This report sets out our review findings of how firms in the asset management sector selected and used risk modelling and other portfolio management tools. While we saw some good practice at most firms, our review identified problems in firms’ processes and controls, particularly in risk model oversight and contingency planning.
Who this review applies to
This report is based on our findings from a sample of firms, but is relevant to all firms in the asset management sector. These firms should consider our findings and how they apply to their own organisations.
Why we conducted this review
Our review followed our earlier work, including the Technology and Cyber Resilience Questionnaire. The review wanted to assess how asset management firms select, use and oversee the tools and models they use to manage portfolios. We wanted to see how firms identify and manage relevant risks and their capability to respond to system failures or service interruptions.
Portfolio management tools and risk models are central to asset management activities. Any significant technological failure could cause serious consumer harm. If the service interruption affected a provider who supported a large enough group of asset managers, this could also damage market integrity.
What we did
We visited 10 firms in the asset management sector to see how they selected and used risk modelling and other portfolio management tools. The firms varied in terms of size, scale, operating models and asset classes.
We met senior executives from the first and second lines of defence. Our review was not an in-depth end-to-end review or audit of these tools, and did not, for example attempt to test the operational effectiveness of these tools or firms’ contingency arrangements.
What we found
We received 1 response from a consumer body to the code recognition section in CP19/27.
They argued that we should not recognise the LSB’s Standards of Lending Practice for business customers for 2 reasons.
Risk of misleading customers
First, the respondent disagreed with our overall policy approach to recognising industry codes for unregulated activities. They felt that recognising the LSB’s Standards of Lending Practice for business customers could potentially mislead SMEs who could assume they are protected by a code we have recognised but the activity itself is unregulated. The respondent felt this would be particularly problematic when the FCA is looking to reduce confusion around the perimeter of what we do and don’t regulate.
We considered this issue more widely as part of the work on our overall code recognition policy (PS18/18). That policy has been decided and our role now is to consider whether, on a case-by-case basis, codes meet our criteria.
Lack of transparency
Second, the respondent said there was a lack of transparency about how the LSB monitored and enforced the Standards. The respondent argued there could be no accountability without transparency about the performance of individual firms. If we were to recognise the LSB’s Standards of Lending Practice for business customers, the respondent wanted us to get an undertaking from the LSB about how it will address this point.
In considering this issue, monitoring and enforcement are not among our criteria for recognising codes. We believe it would be disproportionate to require the LSB to improve firm-level transparency here when our criteria do not require it and it would be inconsistent with our approach to recognition of other codes where we have not made this requirement. In any case, the LSB provides independent oversight of its registered firms’ adherence to the Standards of Lending Practice for business customers.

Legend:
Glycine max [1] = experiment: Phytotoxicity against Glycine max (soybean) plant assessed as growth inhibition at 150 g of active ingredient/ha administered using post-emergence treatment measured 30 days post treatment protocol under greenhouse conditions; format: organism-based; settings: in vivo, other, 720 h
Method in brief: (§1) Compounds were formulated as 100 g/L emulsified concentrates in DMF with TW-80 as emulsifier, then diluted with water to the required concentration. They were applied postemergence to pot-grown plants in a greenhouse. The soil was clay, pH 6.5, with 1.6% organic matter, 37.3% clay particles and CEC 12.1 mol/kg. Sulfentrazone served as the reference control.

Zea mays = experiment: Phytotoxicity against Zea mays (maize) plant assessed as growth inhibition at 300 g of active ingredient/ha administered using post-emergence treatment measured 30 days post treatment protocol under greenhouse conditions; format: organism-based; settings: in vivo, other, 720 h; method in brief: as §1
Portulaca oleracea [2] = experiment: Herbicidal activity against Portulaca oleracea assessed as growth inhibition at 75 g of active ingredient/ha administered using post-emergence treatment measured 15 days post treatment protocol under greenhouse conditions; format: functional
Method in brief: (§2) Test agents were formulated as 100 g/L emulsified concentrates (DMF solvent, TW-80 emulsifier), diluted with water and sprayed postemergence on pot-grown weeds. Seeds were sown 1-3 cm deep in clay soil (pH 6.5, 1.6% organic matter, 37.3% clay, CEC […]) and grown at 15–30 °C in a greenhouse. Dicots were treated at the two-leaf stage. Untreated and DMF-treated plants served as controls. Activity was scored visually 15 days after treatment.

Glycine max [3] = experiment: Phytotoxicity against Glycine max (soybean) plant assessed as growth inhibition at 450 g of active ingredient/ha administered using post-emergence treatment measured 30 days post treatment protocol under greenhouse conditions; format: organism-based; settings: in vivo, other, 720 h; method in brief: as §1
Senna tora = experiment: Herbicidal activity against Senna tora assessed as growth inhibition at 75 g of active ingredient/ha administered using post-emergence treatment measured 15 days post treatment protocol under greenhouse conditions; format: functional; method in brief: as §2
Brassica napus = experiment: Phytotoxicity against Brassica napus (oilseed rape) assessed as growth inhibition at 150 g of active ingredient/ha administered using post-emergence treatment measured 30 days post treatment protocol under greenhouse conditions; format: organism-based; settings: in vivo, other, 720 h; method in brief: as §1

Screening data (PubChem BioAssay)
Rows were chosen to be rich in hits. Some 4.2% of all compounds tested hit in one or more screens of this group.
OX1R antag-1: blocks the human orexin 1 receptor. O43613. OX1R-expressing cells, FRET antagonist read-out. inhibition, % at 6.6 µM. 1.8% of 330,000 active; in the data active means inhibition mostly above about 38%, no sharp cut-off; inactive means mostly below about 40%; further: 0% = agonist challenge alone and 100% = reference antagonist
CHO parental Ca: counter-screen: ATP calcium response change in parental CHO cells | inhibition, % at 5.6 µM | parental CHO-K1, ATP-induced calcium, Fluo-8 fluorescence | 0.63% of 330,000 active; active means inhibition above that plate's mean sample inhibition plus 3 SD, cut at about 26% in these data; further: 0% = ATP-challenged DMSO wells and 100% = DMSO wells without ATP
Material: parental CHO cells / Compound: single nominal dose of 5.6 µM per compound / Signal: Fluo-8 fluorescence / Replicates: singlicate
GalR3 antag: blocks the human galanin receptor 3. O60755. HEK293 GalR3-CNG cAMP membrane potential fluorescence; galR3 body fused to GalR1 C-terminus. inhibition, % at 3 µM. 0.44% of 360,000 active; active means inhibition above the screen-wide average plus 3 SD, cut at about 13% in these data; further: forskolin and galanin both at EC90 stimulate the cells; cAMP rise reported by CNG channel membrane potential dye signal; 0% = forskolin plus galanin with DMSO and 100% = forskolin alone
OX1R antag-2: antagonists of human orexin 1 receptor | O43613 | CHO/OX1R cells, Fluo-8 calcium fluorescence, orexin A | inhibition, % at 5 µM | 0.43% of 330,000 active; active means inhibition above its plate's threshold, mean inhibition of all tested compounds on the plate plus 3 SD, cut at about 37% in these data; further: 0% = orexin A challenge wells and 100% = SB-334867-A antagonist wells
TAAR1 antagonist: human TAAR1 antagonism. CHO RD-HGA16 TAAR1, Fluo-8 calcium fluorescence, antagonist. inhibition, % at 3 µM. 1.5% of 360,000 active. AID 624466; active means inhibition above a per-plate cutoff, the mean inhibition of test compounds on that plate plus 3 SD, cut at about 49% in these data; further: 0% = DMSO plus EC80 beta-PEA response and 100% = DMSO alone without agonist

We saw different approaches to how firms oversaw the use of risk and investment models in their business.
Several firms adopted a 'framework' approach to reviewing their use. This involved checking that models are being developed or used in line with the agreed procedures, rather than repeatedly reviewing each individual model in detail. The effectiveness of this approach appeared to rely heavily on the quality of the framework and the sampling being sufficiently representative of all the models in use. In some firms, the number of models being reviewed in sampling seemed too small to provide assurance of whether the model development and implementation processes were sufficiently robust. More commonly, we saw review processes which independently validated both the underlying models and the design framework. This appeared likely to provide a higher level of assurance.
Many firms said that model governance was challenging. This was partly because of the difficulty in building and retaining technical expertise in first and second-line oversight functions. With the increasing use and complexity of model use, firms said that recruitment was difficult with strong competition for resources. To manage this, firms were encouraging contractors to move into permanent roles and creating apprenticeships.
Firms told us that changing front-office technology suppliers is a complex process requiring significant alteration to existing processes. While contracts often had break clauses of between 2 and 5 years, the length of time it takes to implement a new provider and the resulting disruption meant firms were often very reluctant to use these clauses. Several firms confirmed that the length of some relationships was less a positive endorsement of the provider they were using than a reflection of the difficulty of going elsewhere.
Firms told us of change programmes suffering delays and cost overruns often because of data migration issues (cleanliness and format). Firms stressed the benefits of carrying out a comprehensive business analysis to fully understand the current processes and needs before provider selection and implementation. To reduce risk, several firms carried out a detailed gap analysis to understand how closely a new tool’s capabilities correspond to the identified business needs. Firms said keeping technical capability within the business by bringing change programme contractors in-house made the post-implementation period smoother.
Firms explained the difficulty of being able to test how new tools would handle the full range of transactions and assets, in appropriate volumes, to be confident that the tool would work correctly in practice or to identify issues more quickly. Firms which had carried out parallel running of existing and new tools said that, while operationally challenging, this was a very effective way of understanding the new software’s strengths and weaknesses.
Resilience and recovery